Columbia, MD, December 17, 2008 --(PR.com
)-- Representatives at the National Financial Awareness Network are calling on credit card companies to include more payment amount options on statements to encourage cardholders to pay more than the minimum monthly payment.
A University of Warwick psychological study released in October by Dr. Neil Stewart suggests that consumers are encouraged to pay less on their balances when credit card companies present the minimum monthly payment option amount on credit card statements. Results from the study show that the average payment increased by 70 percent when the minimum monthly payment amount was not included on the statement.
"This new study sheds light on the impact of presenting only one payment option on credit card statements, essentially encouraging consumers to pay far less than they otherwise would," said John Janney, President of the National Financial Awareness Network. "While we need minimums, consumers could benefit greatly if credit card companies included a few other payment amount choices."
Janney suggests that including the minimum as well as additional choices based on larger percentages of the outstanding balance could prompt cardholders to pay more towards their balances, effectively reducing their debts at a much faster rate. According to the study, such a change could also cut the amount cardholders pay in interest by roughly half.
For example, instead of only including a $250 minimum monthly payment amount for a $10,000 credit card balance, which is 2.5 percent of the balance, credit card statements could include a 5 percent ($500), 10 percent ($1,000), 20 percent ($2,000), the full balance ($10,000) and an "other amount" option as payment amount options.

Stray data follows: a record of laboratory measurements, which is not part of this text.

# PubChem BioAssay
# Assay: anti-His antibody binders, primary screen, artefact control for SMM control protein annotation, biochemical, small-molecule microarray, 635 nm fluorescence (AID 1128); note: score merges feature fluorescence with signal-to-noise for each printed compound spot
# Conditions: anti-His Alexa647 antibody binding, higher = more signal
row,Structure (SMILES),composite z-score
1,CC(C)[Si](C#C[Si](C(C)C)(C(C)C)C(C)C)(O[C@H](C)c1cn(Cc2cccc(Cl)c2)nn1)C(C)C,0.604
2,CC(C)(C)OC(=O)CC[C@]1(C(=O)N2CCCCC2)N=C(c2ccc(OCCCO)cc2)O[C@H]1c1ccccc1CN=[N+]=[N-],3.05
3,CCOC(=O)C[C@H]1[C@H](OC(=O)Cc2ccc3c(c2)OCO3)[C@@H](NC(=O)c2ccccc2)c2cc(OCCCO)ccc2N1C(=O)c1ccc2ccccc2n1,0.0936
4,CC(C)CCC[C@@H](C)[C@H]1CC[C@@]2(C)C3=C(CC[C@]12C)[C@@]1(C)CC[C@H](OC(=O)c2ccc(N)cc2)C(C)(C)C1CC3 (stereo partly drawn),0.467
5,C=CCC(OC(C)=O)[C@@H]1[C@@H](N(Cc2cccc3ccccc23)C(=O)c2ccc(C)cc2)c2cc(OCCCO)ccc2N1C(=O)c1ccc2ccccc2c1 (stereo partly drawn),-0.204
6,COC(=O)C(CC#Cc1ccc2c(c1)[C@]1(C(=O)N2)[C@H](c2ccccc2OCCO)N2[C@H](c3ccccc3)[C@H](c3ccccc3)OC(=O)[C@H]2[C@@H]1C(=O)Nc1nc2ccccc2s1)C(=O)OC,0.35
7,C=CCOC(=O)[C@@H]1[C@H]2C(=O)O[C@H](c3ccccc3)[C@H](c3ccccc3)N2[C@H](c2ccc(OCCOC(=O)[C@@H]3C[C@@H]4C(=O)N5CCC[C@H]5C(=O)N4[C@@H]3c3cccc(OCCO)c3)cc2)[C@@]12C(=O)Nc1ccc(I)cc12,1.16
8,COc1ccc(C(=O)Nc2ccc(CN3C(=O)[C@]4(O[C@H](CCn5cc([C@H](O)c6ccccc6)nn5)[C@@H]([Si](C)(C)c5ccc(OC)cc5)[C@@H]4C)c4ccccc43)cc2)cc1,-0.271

"We already see a similar practice in the restaurant industry where some restaurants include recommended tip calculations on the bill," Janney explains. "A Monmouth University study by Dr. David Strohmetz suggests that this practice is having a positive impact on waiters' incomes, and I believe that applying this principle to credit card statements could have a positive impact on reducing consumer debt, especially with what we’ve learned from the Warwick study."
Janney said that America needs creative and well-informed solutions to consumer debt to help stabilize the economy in the long term. Long-term indebtedness, the hallmark of modern bank profits, has proved detrimental to consumers and the world economy. Utilizing psychological studies to positively influence consumers' financial wellbeing will benefit banks as well.
"When a lot of indebted consumers run out of money, banks lose," Janney concludes. "This may not have been the way banks thought during the easy-credit era, but I think it's clear from the current economic crisis that we need a fresh approach to how we balance consumers' financial wellness with banks' desire to turn a profit."
The National Financial Awareness Network is a Maryland-based personal finance publishing company that offers educational products and services, such as the popular Do-It-Yourself Debt Settlement Kit, Help For Debtors online support forum and their How to Get Great Credit e-book. For more information, please visit the NFAN website at nfan.com.